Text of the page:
This type of watch was used to time sporting events. The jumping seconds indicated either ¼ or 1/5 second; that was the standard of precision for sporting events at the time.

Only two other Patek Philippe watches of this type are known to exist. They are both based on William-Alfred Piguet 19’’’ ebauches, open-face type, with pink gold cases. They are kept in the Patek Philippe Museum in Geneva:

  • No. 80 190 (case No. 208 421), circa 1888-1892.
Delivered on July 30, 1892, to H. Pleister, 312 Regent Street, London (Great Britain), for the amount of 1 700 francs.

Antiquorum, Geneva, auction, April 24-25, 1999, lot 598, sold for the amount of CHF 63 480.-

Patek Philippe Museum, Geneva, Inv. S-1 126.

  • No. 90 829 (case No. 209 317), circa 1892-1896.
Sold on September 8, 1896, to Son Altesse Royale le Prince de Siam (His Royal Highness the Prince of Siam), one of the son of Chulalongkorn (1853-1910), King of Siam under the name of Rāma V (1868-1910), maybe Vachiravudh (1881-1935), future King of Siam under the name of Rāma VI (1910-1925), for the amount of 2 000 francs; the cuvette (dome) engraved with a Thai inscription.

Antiquorum, Geneva, auction, November 11, 1987, lot 74, sold for the amount of CHF 40 250.-

Patek Philippe Museum, Geneva, Inv. S-658.

Another Patek Philippe watch exists with the same functions, this one based on a Victorin Piguet & fils 19’’’ ebauche (with dragging 60-minute counter), hunting-case type, with a yellow gold case. It is also preserved in the Patek Philippe Museum in Geneva:

  • No. 80 275 (case No. 201 221), circa 1888-1889.
Delivered on July 10, 1889, to C. Fredenhagen, Agent Général, Buenos Aires (Argentina), for the amount of 1 475 francs.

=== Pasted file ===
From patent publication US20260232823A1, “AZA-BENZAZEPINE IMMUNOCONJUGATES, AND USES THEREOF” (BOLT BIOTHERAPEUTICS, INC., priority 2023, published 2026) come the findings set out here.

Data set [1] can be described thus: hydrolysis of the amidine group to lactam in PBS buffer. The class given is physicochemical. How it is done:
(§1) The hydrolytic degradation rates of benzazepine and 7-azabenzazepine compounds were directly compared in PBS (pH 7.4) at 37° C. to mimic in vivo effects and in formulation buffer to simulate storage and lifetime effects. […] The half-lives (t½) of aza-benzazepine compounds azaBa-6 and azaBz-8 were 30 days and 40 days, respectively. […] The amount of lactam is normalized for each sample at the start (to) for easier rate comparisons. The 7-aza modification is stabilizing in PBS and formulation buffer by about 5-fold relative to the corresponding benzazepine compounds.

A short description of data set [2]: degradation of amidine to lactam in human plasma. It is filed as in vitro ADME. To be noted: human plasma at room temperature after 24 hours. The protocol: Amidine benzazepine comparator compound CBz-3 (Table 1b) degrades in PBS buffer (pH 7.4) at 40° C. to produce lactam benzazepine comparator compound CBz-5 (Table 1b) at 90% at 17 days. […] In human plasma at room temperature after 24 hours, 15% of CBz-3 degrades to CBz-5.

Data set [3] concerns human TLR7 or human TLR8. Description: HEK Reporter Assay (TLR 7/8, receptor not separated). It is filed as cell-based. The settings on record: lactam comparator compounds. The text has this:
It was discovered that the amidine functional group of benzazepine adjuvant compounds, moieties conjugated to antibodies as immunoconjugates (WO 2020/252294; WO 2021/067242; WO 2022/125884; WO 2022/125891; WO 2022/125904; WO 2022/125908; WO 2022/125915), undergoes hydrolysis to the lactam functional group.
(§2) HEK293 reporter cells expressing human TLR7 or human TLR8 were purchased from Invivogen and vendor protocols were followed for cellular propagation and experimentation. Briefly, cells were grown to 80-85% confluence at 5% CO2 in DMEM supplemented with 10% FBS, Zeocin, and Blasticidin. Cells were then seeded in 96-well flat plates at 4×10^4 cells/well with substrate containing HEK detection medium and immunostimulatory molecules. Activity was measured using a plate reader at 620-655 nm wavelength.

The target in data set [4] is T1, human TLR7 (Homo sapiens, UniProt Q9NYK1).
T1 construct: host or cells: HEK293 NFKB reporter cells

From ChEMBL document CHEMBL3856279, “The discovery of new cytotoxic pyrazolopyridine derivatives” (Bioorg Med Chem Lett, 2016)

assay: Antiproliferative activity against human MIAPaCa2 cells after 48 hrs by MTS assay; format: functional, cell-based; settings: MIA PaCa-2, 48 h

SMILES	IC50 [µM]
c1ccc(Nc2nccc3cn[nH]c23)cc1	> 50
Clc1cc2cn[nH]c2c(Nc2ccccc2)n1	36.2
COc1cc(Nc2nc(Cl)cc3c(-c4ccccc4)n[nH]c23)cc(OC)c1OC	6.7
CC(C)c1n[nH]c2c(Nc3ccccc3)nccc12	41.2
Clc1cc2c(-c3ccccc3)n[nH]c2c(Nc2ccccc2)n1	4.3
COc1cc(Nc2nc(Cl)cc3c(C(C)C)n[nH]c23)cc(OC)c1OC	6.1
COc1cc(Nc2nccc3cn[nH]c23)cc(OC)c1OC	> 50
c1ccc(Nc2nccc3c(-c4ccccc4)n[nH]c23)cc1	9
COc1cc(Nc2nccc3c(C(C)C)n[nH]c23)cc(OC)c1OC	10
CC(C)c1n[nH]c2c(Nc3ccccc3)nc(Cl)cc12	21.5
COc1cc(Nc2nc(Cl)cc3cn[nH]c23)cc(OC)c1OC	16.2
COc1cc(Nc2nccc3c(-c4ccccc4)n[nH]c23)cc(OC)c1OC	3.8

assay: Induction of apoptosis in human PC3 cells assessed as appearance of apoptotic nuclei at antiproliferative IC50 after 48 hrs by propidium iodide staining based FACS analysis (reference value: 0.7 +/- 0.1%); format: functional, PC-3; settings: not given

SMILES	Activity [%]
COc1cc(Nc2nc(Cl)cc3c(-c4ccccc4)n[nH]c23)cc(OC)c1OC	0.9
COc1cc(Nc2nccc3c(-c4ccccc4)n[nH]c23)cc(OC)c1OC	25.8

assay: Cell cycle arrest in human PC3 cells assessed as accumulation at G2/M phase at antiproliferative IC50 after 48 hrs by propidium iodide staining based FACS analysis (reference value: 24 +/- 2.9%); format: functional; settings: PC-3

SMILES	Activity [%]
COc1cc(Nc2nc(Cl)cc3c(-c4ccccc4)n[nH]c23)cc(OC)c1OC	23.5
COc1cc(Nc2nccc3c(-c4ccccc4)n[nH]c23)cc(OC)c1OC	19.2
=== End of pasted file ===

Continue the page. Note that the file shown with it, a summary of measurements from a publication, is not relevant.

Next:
Antiquorum, Geneva, auction, November 14, 1999, The Art of Patek Philippe, Legendary Watches, lot 411, sold for the amount of CHF 78 200.-

Patek Philippe Museum, Geneva, Inv. S-1 133.

The watch we present here is therefore of the utmost rarity and is also in a remarkable state of preservation.

The study of this watch and the three above-mentioned shows us the evolution, between 1888 and 1892, of the mechanism leading to the deposit of the patent of William-Alfred Piguet (1859-1917) at the end of May 1892.

This watch is also a beautiful testimony showing the close relations that the Genevan manufacture maintained with the blanks makers of the Vallée de Joux, including also:
  • Henri-Daniel Piguet (1817-1892), Le Sentier (Vallée de Joux)
  • Louis-Elisée Piguet (1836-1924), Le Brassus (Vallée de Joux)
  • Charles-Ami Lecoultre-Piguet (1843-1921), kwon as “Ami Lecoultre”, Le Brassus & Geneva
  • Emile-Victorin Piguet (1850-1937), kwon as “Victorin Piguet”, Le Sentier (Vallée de Joux)
  • etc.
All these gentlemen were closely related by family ties.

Note that the bidirectional winding mechanism with two barrels used in this watch is probably inspired by that of Louis-Elisée Piguet (a cousin of William-Alfred Piguet); a mechanism which will be patented only in 1895:

  • Swiss invention patent No. 10 183, delivered on May 3, 1895, to Louis-Elisée Piguet, Le Brassus (Vallée de Joux), for a “Mécanisme de remontoir pour montres à deux barillets” (Winding mechanism for watches with two barrels).